Yahoo promises to step up data center security

Yahoo promises to step up data center security

Yahoo has responded to the recent revelations about the NSA's unauthorized information gathering by announcing that it will be encrypting all communications between its global data centers, with the aim being to protect all of the online activities of the firm's 800 million global users.

According to The Associated Press, data center security has become a hot topic in the aftermath of the NSA leaks, with Yahoo joining both Google and Facebook in wanting to limit the amount of access that the federal agency has. Writing on the company blog, CEO Marissa Mayer reiterated that access control remained a priority for the California-based firm, and that the process of encrypting all data would be completed by the end of March 2014.

"We've worked hard over the years to earn our users' trust and we fight hard to preserve it," she wrote, adding that Yahoo had "never given access to our data centers to the NSA or any other government agency."

Google has also revealed that it would stepping up security measures at its data centers, with encryption seen as the first step. The firm has been involved in this process since 2010, with the tech giant making sure that its popular Gmail service was the first to be protected from unauthorized government access, but has admitted that it has been legally bound in the past to provide some information under the court-monitored PRISM program.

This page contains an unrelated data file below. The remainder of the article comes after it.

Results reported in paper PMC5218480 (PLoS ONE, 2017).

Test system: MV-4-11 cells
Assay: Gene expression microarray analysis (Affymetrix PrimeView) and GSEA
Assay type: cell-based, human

While the NSA has maintained that its actions are a necessary part of homeland security, it has raised questions about how secure information actually is. According to Fox News, some of these internet-based companies are afraid that government spying may force some individuals and businesses away from their services, a scenario that could affect their bottom line and potential advertising revenue.

"Recent disclosures make it clear we need to invest in protecting customers' information from a wide range of threats, which, if the allegations are true, include governments," said a spokesperson for Microsoft, in an interview with The Register. "We are evaluating additional changes that may be beneficial to further protect our customers' data."

What the NSA surveillance has ultimately done is ensure that data centers themselves are on the information front line, with companies that operate these vital communication tools well aware that they are now coming under greater public scrutiny. As a result, server rack security has risen to the top of the list for business organizations, with physical protection in the form of biometric technology just one of the ways that unauthorized access can be limited.

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